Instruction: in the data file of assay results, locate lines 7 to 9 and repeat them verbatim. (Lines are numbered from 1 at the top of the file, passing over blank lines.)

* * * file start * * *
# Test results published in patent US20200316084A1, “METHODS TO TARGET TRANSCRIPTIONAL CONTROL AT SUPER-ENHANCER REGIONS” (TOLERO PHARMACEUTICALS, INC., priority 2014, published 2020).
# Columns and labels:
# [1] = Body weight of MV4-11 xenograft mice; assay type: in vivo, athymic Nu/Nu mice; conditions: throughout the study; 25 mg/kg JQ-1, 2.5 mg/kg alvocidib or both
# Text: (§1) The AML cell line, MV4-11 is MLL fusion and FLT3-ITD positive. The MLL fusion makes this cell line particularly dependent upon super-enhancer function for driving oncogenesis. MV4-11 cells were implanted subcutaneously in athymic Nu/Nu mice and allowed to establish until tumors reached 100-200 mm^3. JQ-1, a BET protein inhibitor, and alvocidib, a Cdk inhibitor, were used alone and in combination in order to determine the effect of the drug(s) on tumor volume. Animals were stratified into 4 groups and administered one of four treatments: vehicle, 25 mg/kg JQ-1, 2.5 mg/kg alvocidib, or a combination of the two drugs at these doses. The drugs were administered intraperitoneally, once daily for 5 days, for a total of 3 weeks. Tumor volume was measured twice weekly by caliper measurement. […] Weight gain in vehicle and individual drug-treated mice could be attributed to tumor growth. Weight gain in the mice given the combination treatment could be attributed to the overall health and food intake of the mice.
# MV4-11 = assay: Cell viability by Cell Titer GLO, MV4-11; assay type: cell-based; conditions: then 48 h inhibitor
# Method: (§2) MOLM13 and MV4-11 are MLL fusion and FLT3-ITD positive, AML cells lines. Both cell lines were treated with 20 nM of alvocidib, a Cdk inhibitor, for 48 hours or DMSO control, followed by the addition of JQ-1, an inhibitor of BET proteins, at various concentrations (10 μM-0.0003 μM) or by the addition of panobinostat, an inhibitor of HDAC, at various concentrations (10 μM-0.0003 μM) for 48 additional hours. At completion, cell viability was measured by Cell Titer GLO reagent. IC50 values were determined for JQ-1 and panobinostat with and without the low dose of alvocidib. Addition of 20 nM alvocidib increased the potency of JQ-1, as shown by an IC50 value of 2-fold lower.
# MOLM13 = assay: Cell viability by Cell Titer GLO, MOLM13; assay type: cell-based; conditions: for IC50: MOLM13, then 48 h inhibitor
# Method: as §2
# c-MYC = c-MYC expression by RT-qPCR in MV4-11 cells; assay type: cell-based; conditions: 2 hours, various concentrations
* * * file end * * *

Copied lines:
# MOLM13 = assay: Cell viability by Cell Titer GLO, MOLM13; assay type: cell-based; conditions: for IC50: MOLM13, then 48 h inhibitor
# Method: as §2
# c-MYC = c-MYC expression by RT-qPCR in MV4-11 cells; assay type: cell-based; conditions: 2 hours, various concentrations